## 11-3 LDA (ç·šć€§č??Ąĺ???

chinese version

If we treat each data entry as a point in high-dimensional space, then we shall be able to visualize the dataset if the dimensionality is less than or equal to 3. For instance, the following example plots the dataset (3 dimensions, 300 entries) with 3 class labels using different viewing angles:

Example 1: inputExtraction01.mDS=prData('random3'); subplot(1,2,1); dsScatterPlot3(DS); view(155, 46); subplot(1,2,2); dsScatterPlot3(DS); view(-44, 22); The left and right plots are based on the same 300 entries except for different view angles. The left plot seems a bit random since the view angle tends to overlap the projection onto the 2D space. On the otherhand, the right plot give us a much more separation between classes after 2D projection. As you can imagine, the goal of LDA is to find the best projection (or equivalently, the best viewing angle) such that the separation between classes is maximized.

Hint
In the above example, you can try to click and drag the plot axis to change the viewing angle. Try it and see which viewing angle can give you the best separation between data of different classes.

The ultimate goal of feature extraction can be explained in a mathematical manner. Suppose that we have a dataset with features of V = {v1 , v2 ,... , vd}. We wish to have a classifier with recognition rate denoted by J(Ł»), which is a function of the transform features. Therefore the objective of feature extraction is to find the best of transformed features S such that J(S)ˇŮJ(T), where both S and T are sets of linearly transformed features obtained from set V.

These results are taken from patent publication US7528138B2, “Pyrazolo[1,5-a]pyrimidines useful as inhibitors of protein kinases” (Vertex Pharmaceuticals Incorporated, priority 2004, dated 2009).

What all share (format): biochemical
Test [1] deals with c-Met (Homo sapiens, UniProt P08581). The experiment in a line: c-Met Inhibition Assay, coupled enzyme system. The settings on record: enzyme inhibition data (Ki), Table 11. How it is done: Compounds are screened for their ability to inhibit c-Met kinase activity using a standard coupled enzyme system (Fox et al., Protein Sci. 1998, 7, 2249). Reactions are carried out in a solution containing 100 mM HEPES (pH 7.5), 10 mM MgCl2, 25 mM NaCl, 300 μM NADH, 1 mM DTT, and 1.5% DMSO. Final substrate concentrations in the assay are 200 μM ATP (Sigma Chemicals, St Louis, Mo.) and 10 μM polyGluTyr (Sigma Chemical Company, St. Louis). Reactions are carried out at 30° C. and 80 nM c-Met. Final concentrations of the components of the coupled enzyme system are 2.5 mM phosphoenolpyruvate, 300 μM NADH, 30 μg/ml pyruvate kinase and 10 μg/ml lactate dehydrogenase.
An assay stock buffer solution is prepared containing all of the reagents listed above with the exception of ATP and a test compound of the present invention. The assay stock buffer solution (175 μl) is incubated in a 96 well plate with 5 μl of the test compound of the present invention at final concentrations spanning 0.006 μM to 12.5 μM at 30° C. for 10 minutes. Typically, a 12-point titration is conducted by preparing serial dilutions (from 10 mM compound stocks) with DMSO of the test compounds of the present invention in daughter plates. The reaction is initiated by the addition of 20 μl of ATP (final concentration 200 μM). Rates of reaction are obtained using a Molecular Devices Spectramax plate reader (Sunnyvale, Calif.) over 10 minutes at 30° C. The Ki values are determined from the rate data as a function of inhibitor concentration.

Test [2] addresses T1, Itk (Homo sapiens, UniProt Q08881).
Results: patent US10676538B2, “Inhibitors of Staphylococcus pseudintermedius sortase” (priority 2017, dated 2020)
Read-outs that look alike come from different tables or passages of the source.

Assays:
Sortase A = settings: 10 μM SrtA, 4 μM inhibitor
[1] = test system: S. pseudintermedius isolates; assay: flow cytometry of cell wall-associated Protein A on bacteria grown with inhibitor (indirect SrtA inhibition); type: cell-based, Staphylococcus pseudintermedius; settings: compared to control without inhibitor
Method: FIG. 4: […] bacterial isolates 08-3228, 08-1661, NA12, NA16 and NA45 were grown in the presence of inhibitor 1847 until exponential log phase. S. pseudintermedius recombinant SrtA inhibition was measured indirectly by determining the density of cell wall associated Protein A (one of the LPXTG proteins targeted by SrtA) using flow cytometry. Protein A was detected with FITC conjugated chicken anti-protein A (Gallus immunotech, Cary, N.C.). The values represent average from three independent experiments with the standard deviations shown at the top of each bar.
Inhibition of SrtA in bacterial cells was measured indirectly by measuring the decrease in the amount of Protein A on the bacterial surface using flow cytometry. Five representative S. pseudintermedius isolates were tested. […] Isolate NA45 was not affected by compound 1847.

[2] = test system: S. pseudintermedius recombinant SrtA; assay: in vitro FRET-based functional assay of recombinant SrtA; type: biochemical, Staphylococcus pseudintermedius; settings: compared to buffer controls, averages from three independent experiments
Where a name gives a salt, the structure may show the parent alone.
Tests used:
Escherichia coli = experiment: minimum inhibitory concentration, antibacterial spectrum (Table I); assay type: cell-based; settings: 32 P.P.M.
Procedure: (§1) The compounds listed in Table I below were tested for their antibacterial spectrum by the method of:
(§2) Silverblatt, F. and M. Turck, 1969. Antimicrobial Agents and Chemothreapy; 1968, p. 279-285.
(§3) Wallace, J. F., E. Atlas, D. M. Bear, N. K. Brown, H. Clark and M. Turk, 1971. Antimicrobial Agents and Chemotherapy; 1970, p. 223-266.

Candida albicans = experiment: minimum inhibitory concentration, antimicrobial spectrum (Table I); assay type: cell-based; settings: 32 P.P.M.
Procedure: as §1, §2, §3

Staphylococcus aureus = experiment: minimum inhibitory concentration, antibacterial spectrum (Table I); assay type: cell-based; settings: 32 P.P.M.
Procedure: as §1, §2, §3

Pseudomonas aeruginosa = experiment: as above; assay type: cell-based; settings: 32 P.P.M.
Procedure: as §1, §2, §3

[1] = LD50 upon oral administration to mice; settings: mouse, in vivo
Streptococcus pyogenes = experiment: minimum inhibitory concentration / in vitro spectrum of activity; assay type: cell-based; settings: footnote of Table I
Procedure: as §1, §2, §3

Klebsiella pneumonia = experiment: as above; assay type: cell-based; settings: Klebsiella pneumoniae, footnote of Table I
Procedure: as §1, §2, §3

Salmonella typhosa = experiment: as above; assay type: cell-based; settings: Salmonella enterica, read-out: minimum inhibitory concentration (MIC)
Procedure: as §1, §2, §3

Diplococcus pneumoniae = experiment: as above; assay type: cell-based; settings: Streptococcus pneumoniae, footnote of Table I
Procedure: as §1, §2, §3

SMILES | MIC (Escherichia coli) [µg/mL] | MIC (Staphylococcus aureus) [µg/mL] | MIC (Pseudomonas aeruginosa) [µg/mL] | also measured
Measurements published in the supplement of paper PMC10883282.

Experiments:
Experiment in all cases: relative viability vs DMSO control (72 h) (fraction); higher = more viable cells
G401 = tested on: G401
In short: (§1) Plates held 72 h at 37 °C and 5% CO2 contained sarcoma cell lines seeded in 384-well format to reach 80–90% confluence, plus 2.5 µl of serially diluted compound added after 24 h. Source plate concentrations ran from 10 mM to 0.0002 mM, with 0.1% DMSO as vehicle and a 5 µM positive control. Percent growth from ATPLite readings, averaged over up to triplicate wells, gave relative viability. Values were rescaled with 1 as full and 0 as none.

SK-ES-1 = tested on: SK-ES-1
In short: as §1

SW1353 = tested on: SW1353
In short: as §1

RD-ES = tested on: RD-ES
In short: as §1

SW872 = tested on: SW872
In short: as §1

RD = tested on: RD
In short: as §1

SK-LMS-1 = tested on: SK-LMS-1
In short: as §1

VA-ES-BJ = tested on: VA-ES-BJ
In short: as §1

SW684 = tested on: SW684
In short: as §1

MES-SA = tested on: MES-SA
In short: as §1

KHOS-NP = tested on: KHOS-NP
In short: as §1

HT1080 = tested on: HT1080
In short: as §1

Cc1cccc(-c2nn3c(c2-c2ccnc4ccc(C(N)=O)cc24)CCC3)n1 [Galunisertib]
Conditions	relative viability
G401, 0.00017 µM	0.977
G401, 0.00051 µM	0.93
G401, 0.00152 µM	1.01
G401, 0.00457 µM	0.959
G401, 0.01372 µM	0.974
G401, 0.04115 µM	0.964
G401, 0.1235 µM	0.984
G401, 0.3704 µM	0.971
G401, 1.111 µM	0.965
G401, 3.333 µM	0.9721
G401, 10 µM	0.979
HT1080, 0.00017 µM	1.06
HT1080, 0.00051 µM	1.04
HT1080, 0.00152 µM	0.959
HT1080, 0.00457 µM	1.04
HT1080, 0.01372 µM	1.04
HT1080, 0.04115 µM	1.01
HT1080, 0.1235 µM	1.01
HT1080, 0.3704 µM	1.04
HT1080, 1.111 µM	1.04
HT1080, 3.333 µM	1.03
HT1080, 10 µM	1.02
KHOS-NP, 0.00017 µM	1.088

Let us use LDA to project the dataset used in the previous example to 2D space:

Example 2: ldaRandom301.mDS=prData('random3'); DS2=lda(DS); DS2.input=DS2.input(1:2, :); DS3=lda(DS); DS3.input=DS3.input(end-1:end, :); subplot(2,1,1); dsScatterPlot(DS2); axis image xlabel('Input 1'); ylabel('Input 2'); title('Projected to the first two dim of LDA'); subplot(2,1,2); dsScatterPlot(DS3); axis image xlabel('Input 3'); ylabel('Input 4'); title('Projected to the last two dim of LDA'); When we do LDA projection to the first dimensions, it is obvious that the separation between different classes in plot 1 is much larger than that in plot 2.

The next example applies LDA to IRIS dataset:

Example 3: ldaIris2d01.mDS = prData('iris'); dataNum = size(DS.input, 2); DS2 = lda(DS); % ====== Projection to the first two eigenvectors DS3=DS2; DS3.input=DS2.input(1:2, :); subplot(2,1,1); [recogRate, computed] = knncLoo(DS3, [], 1); title(sprintf('LDA projection of %s data onto the first 2 discriminant vectors', DS.dataName)); xlabel(sprintf('KNNC''s leave-one-out recog. rate = %d/%d = %g%%', sum(DS3.output==computed), dataNum, 100*recogRate)); % ====== Projection to the last two eigenvectors DS3=DS2; DS3.input=DS2.input(end-1:end, :); subplot(2,1,2); [recogRate, computed] = knncLoo(DS3, [], 1); title(sprintf('LDA projection of %s data onto the last 2 discriminant vectors', DS.dataName)); xlabel(sprintf('KNNC''s leave-one-out recog. rate = %d/%d = %g%%', sum(DS3.output==computed), dataNum, 100*recogRate)); In the above example, we adopt 1-nearest-neighbor classifier and leave-one-out criterion for performance evaluation. In plot 1, the dataset is projected to the first 2 dimensions of LDA and the accuracy is 98.00%, corresponding to 3 misclassified cases. If the dataset is projected to the last 2 dimensions of LDA, as shown in plot 2 where the degree of class overlap becomes larger, the accuracy is 87.33%, corresponding to 19 misclassified cases. (In the plot, the misclassified cases are denoted by a black cross.)